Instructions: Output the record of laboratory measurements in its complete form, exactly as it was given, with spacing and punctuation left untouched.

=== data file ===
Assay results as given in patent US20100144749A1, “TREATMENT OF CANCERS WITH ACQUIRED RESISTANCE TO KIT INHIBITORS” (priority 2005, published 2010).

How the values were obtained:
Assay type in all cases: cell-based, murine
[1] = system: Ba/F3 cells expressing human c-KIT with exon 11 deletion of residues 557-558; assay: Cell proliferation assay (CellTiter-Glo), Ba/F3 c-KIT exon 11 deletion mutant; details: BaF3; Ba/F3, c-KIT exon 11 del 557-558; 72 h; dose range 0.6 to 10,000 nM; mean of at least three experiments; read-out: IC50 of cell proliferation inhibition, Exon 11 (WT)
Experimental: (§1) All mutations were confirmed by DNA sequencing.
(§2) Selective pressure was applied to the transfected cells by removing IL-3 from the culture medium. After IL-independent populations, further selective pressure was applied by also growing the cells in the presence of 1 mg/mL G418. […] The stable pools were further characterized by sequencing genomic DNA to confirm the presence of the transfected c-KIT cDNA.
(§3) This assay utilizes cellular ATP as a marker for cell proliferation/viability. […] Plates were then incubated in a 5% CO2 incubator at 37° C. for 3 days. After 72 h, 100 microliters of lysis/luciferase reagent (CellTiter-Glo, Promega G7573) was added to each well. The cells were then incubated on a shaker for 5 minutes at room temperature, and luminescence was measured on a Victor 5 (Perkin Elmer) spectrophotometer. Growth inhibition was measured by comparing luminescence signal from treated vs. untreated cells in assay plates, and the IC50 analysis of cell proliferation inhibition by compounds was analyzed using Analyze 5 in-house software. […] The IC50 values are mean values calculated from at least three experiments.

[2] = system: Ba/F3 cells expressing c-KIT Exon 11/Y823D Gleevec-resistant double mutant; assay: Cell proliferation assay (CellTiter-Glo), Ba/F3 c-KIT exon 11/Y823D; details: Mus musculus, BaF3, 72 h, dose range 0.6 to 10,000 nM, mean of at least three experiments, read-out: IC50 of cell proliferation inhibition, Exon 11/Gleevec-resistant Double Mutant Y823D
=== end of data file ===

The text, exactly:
Assay results as given in patent US20100144749A1, “TREATMENT OF CANCERS WITH ACQUIRED RESISTANCE TO KIT INHIBITORS” (priority 2005, published 2010).

How the values were obtained:
Assay type in all cases: cell-based, murine
[1] = system: Ba/F3 cells expressing human c-KIT with exon 11 deletion of residues 557-558; assay: Cell proliferation assay (CellTiter-Glo), Ba/F3 c-KIT exon 11 deletion mutant; details: BaF3; Ba/F3, c-KIT exon 11 del 557-558; 72 h; dose range 0.6 to 10,000 nM; mean of at least three experiments; read-out: IC50 of cell proliferation inhibition, Exon 11 (WT)
Experimental: (§1) All mutations were confirmed by DNA sequencing.
(§2) Selective pressure was applied to the transfected cells by removing IL-3 from the culture medium. After IL-independent populations, further selective pressure was applied by also growing the cells in the presence of 1 mg/mL G418. […] The stable pools were further characterized by sequencing genomic DNA to confirm the presence of the transfected c-KIT cDNA.
(§3) This assay utilizes cellular ATP as a marker for cell proliferation/viability. […] Plates were then incubated in a 5% CO2 incubator at 37° C. for 3 days. After 72 h, 100 microliters of lysis/luciferase reagent (CellTiter-Glo, Promega G7573) was added to each well. The cells were then incubated on a shaker for 5 minutes at room temperature, and luminescence was measured on a Victor 5 (Perkin Elmer) spectrophotometer. Growth inhibition was measured by comparing luminescence signal from treated vs. untreated cells in assay plates, and the IC50 analysis of cell proliferation inhibition by compounds was analyzed using Analyze 5 in-house software. […] The IC50 values are mean values calculated from at least three experiments.

[2] = system: Ba/F3 cells expressing c-KIT Exon 11/Y823D Gleevec-resistant double mutant; assay: Cell proliferation assay (CellTiter-Glo), Ba/F3 c-KIT exon 11/Y823D; details: Mus musculus, BaF3, 72 h, dose range 0.6 to 10,000 nM, mean of at least three experiments, read-out: IC50 of cell proliferation inhibition, Exon 11/Gleevec-resistant Double Mutant Y823D